“They’ve returned about 72 percent… Hopefully we’ll be made whole and those involved will be pursued.”

Martinez continued, saying he was hopeful that wronged MF Global customers would see the majority of their money some day. “I think it might be 5 percent going to the lawyers to get it back, but I’m hopeful we’ll get 95 percent of the money back.”

The congressional memo at the heart of the situation came from a House Financial Services subcommittee involved in the investigation.

The memo cites the email from O’Brian and many see this as evidence of Corzine’s awareness of the inappropriate use of customer money.

This draws into serious legal question Corzine’s earlier claims of ignorance of any wrongdoing.

Steven Goldberg, a spokesman for Corzine, however, said the instruction to transfer roughly $200 million was to correct existing overdrafts with J.P. Morgan and did not represent a command to misuse customer funds. Goldberg added that Corzine recalls receiving documentation that the source of those transferred funds were appropriate.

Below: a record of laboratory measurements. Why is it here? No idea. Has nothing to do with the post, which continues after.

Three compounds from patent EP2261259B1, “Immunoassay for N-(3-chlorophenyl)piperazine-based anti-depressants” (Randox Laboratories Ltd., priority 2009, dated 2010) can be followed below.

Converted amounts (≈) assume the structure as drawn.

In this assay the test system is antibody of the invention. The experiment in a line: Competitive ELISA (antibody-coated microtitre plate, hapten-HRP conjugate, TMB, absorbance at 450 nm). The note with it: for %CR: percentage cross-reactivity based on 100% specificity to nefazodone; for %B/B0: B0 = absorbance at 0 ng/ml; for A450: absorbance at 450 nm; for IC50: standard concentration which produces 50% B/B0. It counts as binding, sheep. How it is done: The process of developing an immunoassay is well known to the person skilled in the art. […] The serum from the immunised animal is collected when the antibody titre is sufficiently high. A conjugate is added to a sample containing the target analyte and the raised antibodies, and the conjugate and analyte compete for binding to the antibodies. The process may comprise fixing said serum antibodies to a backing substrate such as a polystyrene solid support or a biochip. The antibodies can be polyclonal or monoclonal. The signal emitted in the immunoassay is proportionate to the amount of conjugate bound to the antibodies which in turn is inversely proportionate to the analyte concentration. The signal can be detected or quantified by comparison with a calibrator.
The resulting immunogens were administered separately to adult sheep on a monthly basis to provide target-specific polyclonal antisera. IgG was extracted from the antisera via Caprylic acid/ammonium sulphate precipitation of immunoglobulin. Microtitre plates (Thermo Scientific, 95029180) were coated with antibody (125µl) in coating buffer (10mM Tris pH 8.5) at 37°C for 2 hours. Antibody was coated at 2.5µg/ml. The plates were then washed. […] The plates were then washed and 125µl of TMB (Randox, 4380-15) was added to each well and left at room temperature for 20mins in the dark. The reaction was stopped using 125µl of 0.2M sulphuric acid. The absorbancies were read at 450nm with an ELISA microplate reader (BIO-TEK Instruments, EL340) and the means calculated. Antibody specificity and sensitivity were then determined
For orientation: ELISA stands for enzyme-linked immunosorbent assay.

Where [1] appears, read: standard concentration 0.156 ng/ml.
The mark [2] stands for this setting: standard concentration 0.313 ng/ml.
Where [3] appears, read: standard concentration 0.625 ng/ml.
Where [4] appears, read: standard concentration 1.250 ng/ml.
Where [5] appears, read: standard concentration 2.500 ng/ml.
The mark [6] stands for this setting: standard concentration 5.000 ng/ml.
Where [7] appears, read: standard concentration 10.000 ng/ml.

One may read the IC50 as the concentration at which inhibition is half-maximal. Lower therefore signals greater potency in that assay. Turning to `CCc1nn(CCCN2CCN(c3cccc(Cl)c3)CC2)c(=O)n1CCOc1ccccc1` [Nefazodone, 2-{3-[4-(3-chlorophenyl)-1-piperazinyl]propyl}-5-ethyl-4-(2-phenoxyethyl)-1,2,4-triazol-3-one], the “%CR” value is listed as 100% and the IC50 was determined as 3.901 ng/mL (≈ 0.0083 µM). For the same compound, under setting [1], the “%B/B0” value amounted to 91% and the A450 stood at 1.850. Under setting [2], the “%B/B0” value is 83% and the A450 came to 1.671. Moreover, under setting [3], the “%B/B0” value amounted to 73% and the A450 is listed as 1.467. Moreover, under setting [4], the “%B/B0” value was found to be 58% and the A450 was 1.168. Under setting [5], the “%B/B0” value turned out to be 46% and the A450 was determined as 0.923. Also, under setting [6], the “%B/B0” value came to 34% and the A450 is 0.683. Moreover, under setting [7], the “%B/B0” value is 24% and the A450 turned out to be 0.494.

The House Financial Services subcommittee reported J.P. Morgan sought assurances of the appropriateness of the source of the transferred funds. These efforts reportedly came in the form of direct calls to Corzine and draft letters for his signature. Other emails recovered by the subcommittee sent between O’Brian, MF Global’s general counsel Laurie Ferber, and other lawyers on Oct. 29, 2011, suggest Corzine was reluctant to sign the letters.

If it is determined Corzine knew or had reason to know customer funds were being misused, his claims of ignorance would be perjury It has been pointed out by economic analysts that, regardless what other potential misdeeds Corzine and MF Global committed, he and his now-defunct company are in violation of the 2002 Sarbanes-Oxley Act.